Another plus factor to mention about this book, is like with the other Sylvan Dell titles we've had the pleasure of reading/reviewing this one comes with a fun and handy "For Creative Minds" section in the back. These extra four pages provide educational information that kids will both learn from and enjoy. On the first two pages they can play a matching game. Readers can read the habitat and survival clues to help determine which animal picture it belongs to. Younger children who aren't yet old enough to follow along with the facts can simply tell you the name of each animal as they go through the picture list. On the third page readers will find an extensive list of Animal Fun Facts for the animals featured in the story. They'll learn which class each falls into (bird, mammal, amphibian, etc), what the baby is called, weight at birth, family group (herd, band, pride, etc), and what they eat (omnivore, herbivore, etc). Again this might be a little advanced for the younger readers in the group, but it's a great teaching tool that even they can benefit from. Last but not least, on the fourth page there is a fun fact section about Zoo Keepers and what their jobs entail. Then at the bottom there's a fill in the blank section with five questions your child can read and respond to regarding animals and taking care of them.
With as much as my girls love animals and trips to the zoo, I know this book is sure to become a regularly read selection in this house.
Thanks again to Sylvan Dell for the opportunity!
OUR RATING: 4 hearts
Geared Towards: Ages 4-7
Published By: Zonderkidz
Publication Date: October 2008
In a day and age when Christmas has become so commercialized and the true meaning behind it all has become lost more often than not, We Believe in Christmas by Karen Kingsbury was a welcome and wonderful book to read. I'm not saying I don't enjoy the commercial aspects just as much as the next person, but I do find it incredibly refreshing to find a book that not only brings to attention the fun commercial aspects of the holiday but one that also tries to draw the reader's focus on the genuine reason behind the Christmas celebration.
I think Kingsbury did a great job of drawing to light the fact that even as we go about our regular holiday traditions, both religious and secular, there's still room to remember the true reason behind it all. When you think of the presents you get and receive, think of the greatest gift of all and how amazing that gift was. When you sing Christmas carols like Silent Night, don't worry if you don't get it exactly right. Remember what the song itself is about and how imperfect that situation could have been and yet how incredible it all turned out. When you think of Santa and how much the little children believe in him, think how much more you can believe in Jesus who has done so much for you.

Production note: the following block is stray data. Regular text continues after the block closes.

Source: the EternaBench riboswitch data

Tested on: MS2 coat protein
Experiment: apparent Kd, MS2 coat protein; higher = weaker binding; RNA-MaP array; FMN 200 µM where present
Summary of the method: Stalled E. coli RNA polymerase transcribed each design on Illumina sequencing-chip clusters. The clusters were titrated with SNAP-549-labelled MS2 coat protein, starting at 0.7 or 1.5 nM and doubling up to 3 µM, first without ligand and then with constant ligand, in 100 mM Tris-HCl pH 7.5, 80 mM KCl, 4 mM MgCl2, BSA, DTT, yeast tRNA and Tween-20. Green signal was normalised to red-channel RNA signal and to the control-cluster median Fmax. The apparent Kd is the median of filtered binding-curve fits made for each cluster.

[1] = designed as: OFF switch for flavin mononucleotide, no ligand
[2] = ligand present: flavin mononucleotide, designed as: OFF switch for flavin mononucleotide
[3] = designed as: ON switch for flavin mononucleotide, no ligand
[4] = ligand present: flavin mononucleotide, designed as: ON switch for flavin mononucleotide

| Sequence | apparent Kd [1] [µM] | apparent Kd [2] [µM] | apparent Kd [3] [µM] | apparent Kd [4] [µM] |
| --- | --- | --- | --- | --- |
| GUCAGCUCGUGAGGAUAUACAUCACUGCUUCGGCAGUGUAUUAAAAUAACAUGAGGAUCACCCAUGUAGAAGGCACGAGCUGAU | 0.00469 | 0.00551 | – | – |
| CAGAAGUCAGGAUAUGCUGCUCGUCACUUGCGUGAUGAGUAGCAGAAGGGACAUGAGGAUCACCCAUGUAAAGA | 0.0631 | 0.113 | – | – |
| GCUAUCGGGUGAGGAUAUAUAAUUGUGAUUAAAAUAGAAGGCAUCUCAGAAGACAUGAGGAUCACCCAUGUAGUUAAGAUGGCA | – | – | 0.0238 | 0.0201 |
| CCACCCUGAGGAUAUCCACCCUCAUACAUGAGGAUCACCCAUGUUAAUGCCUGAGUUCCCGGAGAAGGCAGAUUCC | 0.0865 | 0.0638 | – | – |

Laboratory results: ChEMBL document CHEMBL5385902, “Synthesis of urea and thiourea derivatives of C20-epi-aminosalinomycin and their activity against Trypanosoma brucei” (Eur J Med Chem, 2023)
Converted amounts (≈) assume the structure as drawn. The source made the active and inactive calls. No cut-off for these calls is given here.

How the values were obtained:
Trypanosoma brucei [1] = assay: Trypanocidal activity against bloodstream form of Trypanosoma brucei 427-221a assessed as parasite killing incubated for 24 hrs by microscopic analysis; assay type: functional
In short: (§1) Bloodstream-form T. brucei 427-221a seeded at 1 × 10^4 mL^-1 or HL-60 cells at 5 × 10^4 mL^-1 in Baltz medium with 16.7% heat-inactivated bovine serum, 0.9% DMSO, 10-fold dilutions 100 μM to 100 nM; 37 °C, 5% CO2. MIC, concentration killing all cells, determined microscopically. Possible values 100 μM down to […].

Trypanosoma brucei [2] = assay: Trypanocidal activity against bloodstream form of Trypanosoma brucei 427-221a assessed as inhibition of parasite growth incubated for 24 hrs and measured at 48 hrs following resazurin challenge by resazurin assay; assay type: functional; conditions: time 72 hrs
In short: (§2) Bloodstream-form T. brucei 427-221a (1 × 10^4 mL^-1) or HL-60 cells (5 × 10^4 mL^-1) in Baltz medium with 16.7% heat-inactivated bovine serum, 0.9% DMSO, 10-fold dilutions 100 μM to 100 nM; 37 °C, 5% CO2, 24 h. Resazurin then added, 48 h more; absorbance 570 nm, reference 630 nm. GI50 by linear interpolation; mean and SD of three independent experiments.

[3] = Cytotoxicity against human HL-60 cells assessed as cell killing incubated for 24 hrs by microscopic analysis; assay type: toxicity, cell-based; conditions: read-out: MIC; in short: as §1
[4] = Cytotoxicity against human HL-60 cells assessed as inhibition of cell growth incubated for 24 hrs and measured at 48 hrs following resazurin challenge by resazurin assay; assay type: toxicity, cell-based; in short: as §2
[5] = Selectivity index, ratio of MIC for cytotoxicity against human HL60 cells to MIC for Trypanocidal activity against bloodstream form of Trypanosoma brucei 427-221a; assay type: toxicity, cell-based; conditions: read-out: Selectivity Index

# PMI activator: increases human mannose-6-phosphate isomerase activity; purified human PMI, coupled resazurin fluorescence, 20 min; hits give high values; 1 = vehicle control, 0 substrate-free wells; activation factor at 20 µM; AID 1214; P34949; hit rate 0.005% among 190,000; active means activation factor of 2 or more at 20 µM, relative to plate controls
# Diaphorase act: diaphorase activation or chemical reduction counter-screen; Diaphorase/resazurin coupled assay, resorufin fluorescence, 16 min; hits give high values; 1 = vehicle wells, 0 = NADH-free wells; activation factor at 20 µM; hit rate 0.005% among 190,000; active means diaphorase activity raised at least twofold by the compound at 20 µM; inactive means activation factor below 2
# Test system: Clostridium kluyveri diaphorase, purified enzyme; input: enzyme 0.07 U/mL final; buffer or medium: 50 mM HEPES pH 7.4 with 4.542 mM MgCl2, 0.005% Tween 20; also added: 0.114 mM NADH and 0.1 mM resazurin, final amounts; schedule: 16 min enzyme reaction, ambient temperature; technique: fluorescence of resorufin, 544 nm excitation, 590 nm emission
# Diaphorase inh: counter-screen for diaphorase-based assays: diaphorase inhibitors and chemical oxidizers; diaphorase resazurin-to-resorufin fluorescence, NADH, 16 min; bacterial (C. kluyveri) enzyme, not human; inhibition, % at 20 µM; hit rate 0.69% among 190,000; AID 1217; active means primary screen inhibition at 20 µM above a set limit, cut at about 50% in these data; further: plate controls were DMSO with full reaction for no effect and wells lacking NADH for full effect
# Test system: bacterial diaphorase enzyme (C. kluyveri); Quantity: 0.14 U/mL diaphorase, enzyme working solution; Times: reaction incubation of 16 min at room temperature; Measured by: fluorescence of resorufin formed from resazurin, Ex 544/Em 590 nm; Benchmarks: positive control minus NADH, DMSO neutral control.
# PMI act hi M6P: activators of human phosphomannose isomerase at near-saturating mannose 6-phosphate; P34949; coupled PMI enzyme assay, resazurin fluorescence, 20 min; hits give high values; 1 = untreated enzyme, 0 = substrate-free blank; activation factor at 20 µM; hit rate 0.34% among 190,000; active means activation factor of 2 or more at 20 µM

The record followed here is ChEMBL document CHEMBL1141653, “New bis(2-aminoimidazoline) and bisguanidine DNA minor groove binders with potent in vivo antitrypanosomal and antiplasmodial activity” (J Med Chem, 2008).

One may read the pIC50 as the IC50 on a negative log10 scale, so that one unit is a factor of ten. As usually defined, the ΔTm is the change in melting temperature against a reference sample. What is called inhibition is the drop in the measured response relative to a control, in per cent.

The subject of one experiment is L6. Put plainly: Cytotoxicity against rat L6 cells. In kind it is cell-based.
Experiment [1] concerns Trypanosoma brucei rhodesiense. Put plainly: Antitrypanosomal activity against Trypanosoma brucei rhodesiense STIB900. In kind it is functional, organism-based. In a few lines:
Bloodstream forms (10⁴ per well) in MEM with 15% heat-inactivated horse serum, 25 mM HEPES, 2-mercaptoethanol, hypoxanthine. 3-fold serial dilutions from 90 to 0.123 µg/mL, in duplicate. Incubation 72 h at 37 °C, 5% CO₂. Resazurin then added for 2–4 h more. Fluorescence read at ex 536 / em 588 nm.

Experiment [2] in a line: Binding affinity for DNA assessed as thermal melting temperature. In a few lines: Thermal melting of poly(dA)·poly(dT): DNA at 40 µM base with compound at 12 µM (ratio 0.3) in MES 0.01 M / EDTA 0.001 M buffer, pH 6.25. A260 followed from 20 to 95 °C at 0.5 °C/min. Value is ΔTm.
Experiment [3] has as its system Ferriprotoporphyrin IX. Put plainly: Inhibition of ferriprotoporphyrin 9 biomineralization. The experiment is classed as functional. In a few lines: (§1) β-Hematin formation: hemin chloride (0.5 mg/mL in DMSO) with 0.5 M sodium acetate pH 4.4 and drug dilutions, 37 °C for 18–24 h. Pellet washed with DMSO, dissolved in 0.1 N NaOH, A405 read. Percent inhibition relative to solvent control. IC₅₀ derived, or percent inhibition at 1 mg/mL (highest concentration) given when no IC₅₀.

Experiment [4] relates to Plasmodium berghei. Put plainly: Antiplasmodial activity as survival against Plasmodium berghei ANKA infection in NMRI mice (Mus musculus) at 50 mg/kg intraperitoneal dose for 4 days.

We Believe in Christmas is well written, beautifully illustrated, and carries with it a weighty message that even the youngest among us can appreciate. No matter what your holiday traditions, enjoy them. But never forget to see the beauty in the true meaning behind it all. Christmas isn't really about Santa and Christmas trees. It's about the Christchild and the amazing gift God gave us the day that He was born.
*Thanks go to Stephanie over at Phenix & Phenix Literary Publicists for sending me a copy of this wonderful book for my daughters' collection and for this review opportunity.*
OUR RATING: 5 hearts
Sunday, December 7, 2008
Anywho... I digress. The point I was trying to make was that everyone's heard of Netflix because when it started several years back it caught on like wild fire. In today's busy society convenience is everything, and the convenience factor offered by Netflix was more than traditional rental shops could offer [at the time]. Well, now apparently, movies and video games aren't the only things you can rent online. Nope, there'a whole new online rage, and this time it's dealing with books.
Check out BookSwim, the all new online book rental site. BookSwim is the first online book rental library service lending you paperbacks and hardcovers, Netflix®-style, directly to your house, without the need to purchase! Whether it's new releases, bestsellers, or classics, we have something for everyone, with free shipping both ways! Read your books as long as you want — no late fees! Even choose to purchase and keep the titles you love!